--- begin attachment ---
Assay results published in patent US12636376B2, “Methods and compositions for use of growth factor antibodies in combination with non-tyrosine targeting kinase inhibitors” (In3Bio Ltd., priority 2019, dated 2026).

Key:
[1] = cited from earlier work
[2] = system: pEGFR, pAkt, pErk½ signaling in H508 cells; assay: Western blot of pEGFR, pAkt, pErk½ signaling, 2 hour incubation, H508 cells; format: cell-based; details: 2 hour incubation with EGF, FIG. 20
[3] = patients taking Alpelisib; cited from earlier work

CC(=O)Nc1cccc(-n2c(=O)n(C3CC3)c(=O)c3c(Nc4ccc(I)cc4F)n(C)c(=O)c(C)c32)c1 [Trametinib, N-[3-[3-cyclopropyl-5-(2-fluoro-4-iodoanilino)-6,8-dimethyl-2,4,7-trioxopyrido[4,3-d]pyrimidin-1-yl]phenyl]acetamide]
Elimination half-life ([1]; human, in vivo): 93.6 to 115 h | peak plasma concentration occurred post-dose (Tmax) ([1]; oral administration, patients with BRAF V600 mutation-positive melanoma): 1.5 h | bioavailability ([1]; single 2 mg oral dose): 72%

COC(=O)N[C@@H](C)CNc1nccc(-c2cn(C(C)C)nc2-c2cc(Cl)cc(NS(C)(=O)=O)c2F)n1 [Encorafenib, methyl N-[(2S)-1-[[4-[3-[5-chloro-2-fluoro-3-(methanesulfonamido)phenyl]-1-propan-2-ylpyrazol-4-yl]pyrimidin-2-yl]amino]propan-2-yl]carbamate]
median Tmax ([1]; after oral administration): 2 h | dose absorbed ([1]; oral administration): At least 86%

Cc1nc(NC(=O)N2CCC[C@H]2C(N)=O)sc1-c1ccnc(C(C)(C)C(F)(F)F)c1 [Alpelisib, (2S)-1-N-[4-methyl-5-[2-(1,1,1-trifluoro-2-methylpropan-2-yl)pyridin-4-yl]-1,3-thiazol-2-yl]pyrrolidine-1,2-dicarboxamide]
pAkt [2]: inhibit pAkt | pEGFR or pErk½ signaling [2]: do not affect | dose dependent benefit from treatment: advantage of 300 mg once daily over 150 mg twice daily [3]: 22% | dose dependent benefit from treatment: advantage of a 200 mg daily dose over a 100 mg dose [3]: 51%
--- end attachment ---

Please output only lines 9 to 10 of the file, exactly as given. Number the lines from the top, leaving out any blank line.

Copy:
median Tmax ([1]; after oral administration): 2 h | dose absorbed ([1]; oral administration): At least 86%

Cc1nc(NC(=O)N2CCC[C@H]2C(N)=O)sc1-c1ccnc(C(C)(C)C(F)(F)F)c1 [Alpelisib, (2S)-1-N-[4-methyl-5-[2-(1,1,1-trifluoro-2-methylpropan-2-yl)pyridin-4-yl]-1,3-thiazol-2-yl]pyrrolidine-1,2-dicarboxamide]